Transformation begins with the individual and then the individual transforms the organization or leaves it. Organizations are not bad or evil the p[eople that lead them are bad, ugly, nasty, evil, well decent, and loving and the majority behavior becomes visible to the public and they see it.

    Churches and religion have caused their own downfall. The ultra-conservative non-denominal churches attract, by and large, people, people who neither think nor are able to discern. Churches like schools do not like people who think. They want followers who are compliant. Which is the anthesis of the teachings of Christ in the New testament. They are followers. Americans read at a 6th-grade level and comprehend at a 4th-grade level so thinking is not big on their list. And discernment is not possible withouit facts and truth. Neither of which are very big these days.

    When people begin to see a change in the behavior of Christians they will be more likely to have a better view of God. The church will not lead the way because religion, the United Methodist Church being one of the greatest inflictors of pain next to the Roman Catholic Church ignore the two main commandments of the New Testament, the toughest ones, and instead focus on minor rules and regulations established by men, for men and with the intended purpose of keeping men in power.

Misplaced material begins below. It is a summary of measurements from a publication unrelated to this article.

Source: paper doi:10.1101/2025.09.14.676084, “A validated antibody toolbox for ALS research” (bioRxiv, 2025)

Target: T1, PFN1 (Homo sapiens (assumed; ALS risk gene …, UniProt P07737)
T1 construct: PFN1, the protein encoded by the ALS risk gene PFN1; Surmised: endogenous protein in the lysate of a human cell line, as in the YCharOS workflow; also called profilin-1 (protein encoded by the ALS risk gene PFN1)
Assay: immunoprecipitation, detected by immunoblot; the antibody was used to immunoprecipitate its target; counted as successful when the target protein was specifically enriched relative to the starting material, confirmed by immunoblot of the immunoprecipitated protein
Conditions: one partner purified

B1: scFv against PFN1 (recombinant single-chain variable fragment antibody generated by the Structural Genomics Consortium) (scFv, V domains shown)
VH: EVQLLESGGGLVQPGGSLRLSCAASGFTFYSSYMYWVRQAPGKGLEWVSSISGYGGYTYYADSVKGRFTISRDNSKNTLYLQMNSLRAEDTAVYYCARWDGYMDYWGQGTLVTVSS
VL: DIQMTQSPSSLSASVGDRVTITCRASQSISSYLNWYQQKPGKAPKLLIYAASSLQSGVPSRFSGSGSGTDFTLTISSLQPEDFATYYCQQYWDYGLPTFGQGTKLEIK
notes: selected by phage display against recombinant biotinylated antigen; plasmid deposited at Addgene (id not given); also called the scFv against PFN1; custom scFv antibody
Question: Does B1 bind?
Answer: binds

Behavior is everything. Talk is cheap. Stephen Covey wrote years ago that “you cannot talk your way out of something you have behaved your way into” and that is precisely what religious and mainline denominations are facing. Your public and private behavior, by and large, is deplorable and no one can see Christ in your words or your actions. The Christ that you present is a judgemental, mean, and despicable elitist white man. And we have all seen and heard and experienced enough of that propaganda to last a lifetime. Live the two greatest commandments and teach them in all that you do each moment of every day and a revival will happen that will make the Azua revival look like amateur night.

    Reply